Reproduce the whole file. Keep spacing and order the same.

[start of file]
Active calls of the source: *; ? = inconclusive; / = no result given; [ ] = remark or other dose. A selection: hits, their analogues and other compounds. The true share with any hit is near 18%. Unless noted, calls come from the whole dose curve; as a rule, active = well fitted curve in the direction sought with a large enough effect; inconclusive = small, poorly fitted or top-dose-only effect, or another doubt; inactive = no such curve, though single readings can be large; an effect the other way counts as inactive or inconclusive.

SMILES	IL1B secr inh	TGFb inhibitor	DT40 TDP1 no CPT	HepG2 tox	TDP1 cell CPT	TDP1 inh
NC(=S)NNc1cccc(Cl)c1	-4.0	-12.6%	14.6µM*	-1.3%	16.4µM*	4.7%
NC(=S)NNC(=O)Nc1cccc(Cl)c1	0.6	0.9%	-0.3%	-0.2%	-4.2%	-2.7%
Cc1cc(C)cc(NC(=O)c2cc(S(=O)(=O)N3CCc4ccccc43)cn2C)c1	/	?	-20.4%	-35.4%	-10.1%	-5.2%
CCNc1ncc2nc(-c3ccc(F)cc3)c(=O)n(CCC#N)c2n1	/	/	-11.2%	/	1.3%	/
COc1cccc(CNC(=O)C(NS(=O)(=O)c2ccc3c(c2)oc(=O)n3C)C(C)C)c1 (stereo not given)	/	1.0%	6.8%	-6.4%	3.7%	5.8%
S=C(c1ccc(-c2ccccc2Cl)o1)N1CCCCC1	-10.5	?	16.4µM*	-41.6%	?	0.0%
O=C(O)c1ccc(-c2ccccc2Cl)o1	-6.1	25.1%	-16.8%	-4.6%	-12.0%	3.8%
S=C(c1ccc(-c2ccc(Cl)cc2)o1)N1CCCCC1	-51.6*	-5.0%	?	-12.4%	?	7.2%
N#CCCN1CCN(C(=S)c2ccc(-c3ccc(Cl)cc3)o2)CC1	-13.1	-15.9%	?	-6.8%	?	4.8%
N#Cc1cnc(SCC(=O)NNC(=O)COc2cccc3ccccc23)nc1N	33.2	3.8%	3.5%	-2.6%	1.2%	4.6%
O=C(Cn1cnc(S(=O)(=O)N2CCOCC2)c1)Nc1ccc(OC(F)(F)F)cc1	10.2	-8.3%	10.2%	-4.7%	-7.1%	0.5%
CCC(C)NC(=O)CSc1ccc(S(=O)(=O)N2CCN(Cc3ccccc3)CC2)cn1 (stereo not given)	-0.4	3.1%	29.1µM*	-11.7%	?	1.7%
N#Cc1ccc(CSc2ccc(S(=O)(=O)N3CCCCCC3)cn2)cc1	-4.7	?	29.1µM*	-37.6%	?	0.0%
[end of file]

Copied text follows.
Active calls of the source: *; ? = inconclusive; / = no result given; [ ] = remark or other dose. A selection: hits, their analogues and other compounds. The true share with any hit is near 18%. Unless noted, calls come from the whole dose curve; as a rule, active = well fitted curve in the direction sought with a large enough effect; inconclusive = small, poorly fitted or top-dose-only effect, or another doubt; inactive = no such curve, though single readings can be large; an effect the other way counts as inactive or inconclusive.

SMILES	IL1B secr inh	TGFb inhibitor	DT40 TDP1 no CPT	HepG2 tox	TDP1 cell CPT	TDP1 inh
NC(=S)NNc1cccc(Cl)c1	-4.0	-12.6%	14.6µM*	-1.3%	16.4µM*	4.7%
NC(=S)NNC(=O)Nc1cccc(Cl)c1	0.6	0.9%	-0.3%	-0.2%	-4.2%	-2.7%
Cc1cc(C)cc(NC(=O)c2cc(S(=O)(=O)N3CCc4ccccc43)cn2C)c1	/	?	-20.4%	-35.4%	-10.1%	-5.2%
CCNc1ncc2nc(-c3ccc(F)cc3)c(=O)n(CCC#N)c2n1	/	/	-11.2%	/	1.3%	/
COc1cccc(CNC(=O)C(NS(=O)(=O)c2ccc3c(c2)oc(=O)n3C)C(C)C)c1 (stereo not given)	/	1.0%	6.8%	-6.4%	3.7%	5.8%
S=C(c1ccc(-c2ccccc2Cl)o1)N1CCCCC1	-10.5	?	16.4µM*	-41.6%	?	0.0%
O=C(O)c1ccc(-c2ccccc2Cl)o1	-6.1	25.1%	-16.8%	-4.6%	-12.0%	3.8%
S=C(c1ccc(-c2ccc(Cl)cc2)o1)N1CCCCC1	-51.6*	-5.0%	?	-12.4%	?	7.2%
N#CCCN1CCN(C(=S)c2ccc(-c3ccc(Cl)cc3)o2)CC1	-13.1	-15.9%	?	-6.8%	?	4.8%
N#Cc1cnc(SCC(=O)NNC(=O)COc2cccc3ccccc23)nc1N	33.2	3.8%	3.5%	-2.6%	1.2%	4.6%
O=C(Cn1cnc(S(=O)(=O)N2CCOCC2)c1)Nc1ccc(OC(F)(F)F)cc1	10.2	-8.3%	10.2%	-4.7%	-7.1%	0.5%
CCC(C)NC(=O)CSc1ccc(S(=O)(=O)N2CCN(Cc3ccccc3)CC2)cn1 (stereo not given)	-0.4	3.1%	29.1µM*	-11.7%	?	1.7%
N#Cc1ccc(CSc2ccc(S(=O)(=O)N3CCCCCC3)cn2)cc1	-4.7	?	29.1µM*	-37.6%	?	0.0%